Most local government units (LGUs) also already have the sufficient capacity to handle isolation strategies of persons under investigation or persons under monitoring for COVID-19. Iloilo, Baguio, Pasig, and Manila are some examples of LGUs that have both the capacity and programs to manage the virus in a localized setting. The national government is also already conducting testing through its partnership with both public and private health institutions, and has already allocated additional budget for pandemic response under the passage of “Bayanihan 2.” Ultimately, data- and information-driven policy is the most essential to limiting the spread of the virus. The digitalization of all existing data available to the government is crucial to making pandemic response work. It allows the government to directly see hotspots for virus spread and enforce isolation immediately.

Nominal restrictions would still be needed such as the mandatory wearing of face masks and some form of social distancing measures, especially in high foot traffic areas such as malls and transport hubs. Distance-learning and work-from-home setups would probably still be needed until a vaccine is released.

It also needs to be emphasized that people can no longer be expected to follow quarantine rules under a “lockdown” environment anymore as they have been burdened with more than enough “sacrifices.” Cabin fever has set in among the population.


And it is paramount that people need to work in order to eat.

Because of both these factors, people can no longer be expected to follow community quarantine protocols no matter how intense the enforcement of the law. A better normal, however, can become a reality with these specific policies that are being considered within government circles:

1| Full automation and digitalization of all existing government and public data to allow policymakers to quickly respond not just to pandemic-related issues, but also other issues of public concern such as social welfare, healthcare, education, agriculture, among others.

2| Public investment and expansion of local clinics and hospitals to make healthcare more accessible. Provincial hospitals are also given more financing capacities by the national government during the start of the pandemic. This allowed doctors and nurses from the province to respond not just to cases of COVID-19 but also to other health cases. It would also allow hospitals to allocate more internal care units in case of a localized resurgence of COVID-19 cases.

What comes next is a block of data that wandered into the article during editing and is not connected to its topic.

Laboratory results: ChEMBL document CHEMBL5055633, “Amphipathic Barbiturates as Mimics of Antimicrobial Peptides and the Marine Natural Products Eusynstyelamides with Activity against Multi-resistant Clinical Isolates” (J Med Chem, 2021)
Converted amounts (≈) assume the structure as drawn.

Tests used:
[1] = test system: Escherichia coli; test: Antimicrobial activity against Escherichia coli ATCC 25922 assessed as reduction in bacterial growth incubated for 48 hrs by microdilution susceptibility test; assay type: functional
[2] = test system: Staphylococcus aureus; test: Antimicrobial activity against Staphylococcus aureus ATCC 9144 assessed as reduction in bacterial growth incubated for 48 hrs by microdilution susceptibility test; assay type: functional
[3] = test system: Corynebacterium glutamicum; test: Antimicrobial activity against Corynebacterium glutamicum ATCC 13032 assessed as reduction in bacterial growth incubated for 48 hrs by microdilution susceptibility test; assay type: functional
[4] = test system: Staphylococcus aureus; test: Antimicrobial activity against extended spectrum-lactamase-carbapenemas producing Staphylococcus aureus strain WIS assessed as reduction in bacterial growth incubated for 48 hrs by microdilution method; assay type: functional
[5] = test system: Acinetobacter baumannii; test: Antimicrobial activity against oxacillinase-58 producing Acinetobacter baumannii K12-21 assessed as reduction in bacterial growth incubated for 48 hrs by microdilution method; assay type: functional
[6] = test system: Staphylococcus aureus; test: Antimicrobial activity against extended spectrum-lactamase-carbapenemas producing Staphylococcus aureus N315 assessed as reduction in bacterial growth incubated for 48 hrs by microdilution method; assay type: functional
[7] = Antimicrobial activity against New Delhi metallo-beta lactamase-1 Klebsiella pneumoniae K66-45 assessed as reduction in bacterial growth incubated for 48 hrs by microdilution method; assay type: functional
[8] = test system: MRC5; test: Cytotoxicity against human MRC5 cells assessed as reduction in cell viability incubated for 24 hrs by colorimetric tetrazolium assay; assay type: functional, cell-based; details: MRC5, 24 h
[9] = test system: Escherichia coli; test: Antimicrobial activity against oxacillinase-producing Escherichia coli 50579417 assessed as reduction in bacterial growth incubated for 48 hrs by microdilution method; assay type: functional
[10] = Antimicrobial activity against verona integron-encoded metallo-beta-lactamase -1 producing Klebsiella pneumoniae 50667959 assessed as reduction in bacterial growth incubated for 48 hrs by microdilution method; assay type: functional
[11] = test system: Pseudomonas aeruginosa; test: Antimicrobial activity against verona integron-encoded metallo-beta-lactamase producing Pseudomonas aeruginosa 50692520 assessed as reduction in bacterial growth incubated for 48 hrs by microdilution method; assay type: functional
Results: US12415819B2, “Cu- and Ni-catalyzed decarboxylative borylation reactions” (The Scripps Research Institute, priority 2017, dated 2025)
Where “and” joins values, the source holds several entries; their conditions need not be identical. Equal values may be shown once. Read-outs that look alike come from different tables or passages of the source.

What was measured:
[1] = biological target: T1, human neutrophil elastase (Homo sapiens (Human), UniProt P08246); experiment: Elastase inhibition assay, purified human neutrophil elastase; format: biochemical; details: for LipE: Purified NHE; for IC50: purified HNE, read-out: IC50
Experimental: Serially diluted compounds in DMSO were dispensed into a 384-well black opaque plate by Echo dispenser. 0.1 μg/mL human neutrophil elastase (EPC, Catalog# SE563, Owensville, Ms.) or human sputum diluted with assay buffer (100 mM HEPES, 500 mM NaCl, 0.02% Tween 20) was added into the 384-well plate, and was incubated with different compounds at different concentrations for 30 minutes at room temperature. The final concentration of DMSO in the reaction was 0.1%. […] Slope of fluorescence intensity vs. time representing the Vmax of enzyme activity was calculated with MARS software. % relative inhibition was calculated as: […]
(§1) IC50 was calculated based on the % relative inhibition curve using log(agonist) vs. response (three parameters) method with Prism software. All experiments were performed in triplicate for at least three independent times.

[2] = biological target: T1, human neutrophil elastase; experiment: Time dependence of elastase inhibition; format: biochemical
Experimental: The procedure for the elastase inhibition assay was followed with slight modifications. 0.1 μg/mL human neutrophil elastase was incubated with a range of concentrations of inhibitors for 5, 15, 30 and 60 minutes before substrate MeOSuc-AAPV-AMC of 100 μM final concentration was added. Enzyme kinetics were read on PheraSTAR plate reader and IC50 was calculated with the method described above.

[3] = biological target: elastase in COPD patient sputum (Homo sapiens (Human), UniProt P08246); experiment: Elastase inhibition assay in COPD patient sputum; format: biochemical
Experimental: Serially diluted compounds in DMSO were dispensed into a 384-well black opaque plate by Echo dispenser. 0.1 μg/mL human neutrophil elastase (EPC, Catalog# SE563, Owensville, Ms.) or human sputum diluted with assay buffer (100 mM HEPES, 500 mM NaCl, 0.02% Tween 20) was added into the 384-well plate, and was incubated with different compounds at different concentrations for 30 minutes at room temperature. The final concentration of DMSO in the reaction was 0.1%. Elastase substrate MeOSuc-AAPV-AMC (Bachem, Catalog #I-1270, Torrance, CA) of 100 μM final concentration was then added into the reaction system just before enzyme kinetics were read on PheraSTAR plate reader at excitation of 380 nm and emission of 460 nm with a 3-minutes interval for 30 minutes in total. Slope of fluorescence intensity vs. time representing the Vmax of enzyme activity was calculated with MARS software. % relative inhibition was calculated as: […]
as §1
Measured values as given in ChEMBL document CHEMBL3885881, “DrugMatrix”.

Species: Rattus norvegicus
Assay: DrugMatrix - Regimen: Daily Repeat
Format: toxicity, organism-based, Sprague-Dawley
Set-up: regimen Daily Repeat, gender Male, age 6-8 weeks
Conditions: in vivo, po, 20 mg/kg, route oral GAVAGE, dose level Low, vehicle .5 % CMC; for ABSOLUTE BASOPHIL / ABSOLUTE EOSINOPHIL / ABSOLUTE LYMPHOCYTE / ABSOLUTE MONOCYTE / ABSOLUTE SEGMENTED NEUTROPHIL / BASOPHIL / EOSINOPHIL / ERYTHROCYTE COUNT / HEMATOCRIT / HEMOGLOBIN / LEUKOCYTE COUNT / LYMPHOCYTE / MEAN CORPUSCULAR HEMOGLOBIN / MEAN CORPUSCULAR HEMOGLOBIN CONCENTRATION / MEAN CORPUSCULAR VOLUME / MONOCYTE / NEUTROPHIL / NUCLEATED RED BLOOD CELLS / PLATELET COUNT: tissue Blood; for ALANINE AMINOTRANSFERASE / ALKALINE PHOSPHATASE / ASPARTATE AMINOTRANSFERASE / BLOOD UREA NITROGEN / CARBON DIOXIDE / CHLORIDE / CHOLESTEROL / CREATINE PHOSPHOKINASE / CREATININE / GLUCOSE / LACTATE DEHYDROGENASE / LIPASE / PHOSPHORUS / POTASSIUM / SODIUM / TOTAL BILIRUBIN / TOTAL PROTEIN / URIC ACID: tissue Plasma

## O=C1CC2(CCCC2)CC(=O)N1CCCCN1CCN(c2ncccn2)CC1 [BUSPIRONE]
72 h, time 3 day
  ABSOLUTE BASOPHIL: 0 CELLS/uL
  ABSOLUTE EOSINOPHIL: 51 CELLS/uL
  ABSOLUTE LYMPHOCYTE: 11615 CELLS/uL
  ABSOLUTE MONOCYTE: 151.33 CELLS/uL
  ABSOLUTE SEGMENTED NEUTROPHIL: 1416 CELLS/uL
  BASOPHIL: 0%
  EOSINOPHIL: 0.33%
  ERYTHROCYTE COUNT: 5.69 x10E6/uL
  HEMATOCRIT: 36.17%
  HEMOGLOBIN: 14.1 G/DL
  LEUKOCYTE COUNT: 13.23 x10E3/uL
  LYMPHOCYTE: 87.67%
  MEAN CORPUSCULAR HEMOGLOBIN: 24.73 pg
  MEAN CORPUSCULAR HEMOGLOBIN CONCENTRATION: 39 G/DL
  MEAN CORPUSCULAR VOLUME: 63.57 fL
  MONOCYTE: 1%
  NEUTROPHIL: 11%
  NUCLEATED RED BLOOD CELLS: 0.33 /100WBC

3| Rationalization of public transportation, which not only should include the upgrading of jeeps, tricycles, and other public transport units, but also provide regularized wages and job security for drivers as a replacement for the boundary system. Rationalization is also being done through enforcing strict bus stops, route management integration, among others.

4| Improvement in broadband infrastructure and reducing red tape in the approval of such projects especially toward the expansion of cellular towers and fiber optic cables. This will allow Internet service providers to deliver faster Internet service while also making a “minimum guaranteed speed” enforced by the government a viable policy option.


5| Free provisions of digital gadgets such as tablets and laptops, especially for the poorest students to promote equitability in the transition toward digital-based education services.

6| Automating or computerizing social welfare services not just to reduce backlogs but also to reduce corruption. This is one option being considered by some policymakers in Congress due to the PhilHealth corruption scandal that was exposed during the height of the pandemic.


The COVID-19 Battleground at Home

Capitalism and COVID-19: Mental Health in a Time of Lockdown

There were many challenges and blunders faced in responding to the pandemic. One thing that is certain is that quarantine enforcement is no longer feasible nor effective. It is time to give Filipinos hope for the “better normal,” and that should start with lifting the quarantine.

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Jan Emil Langomez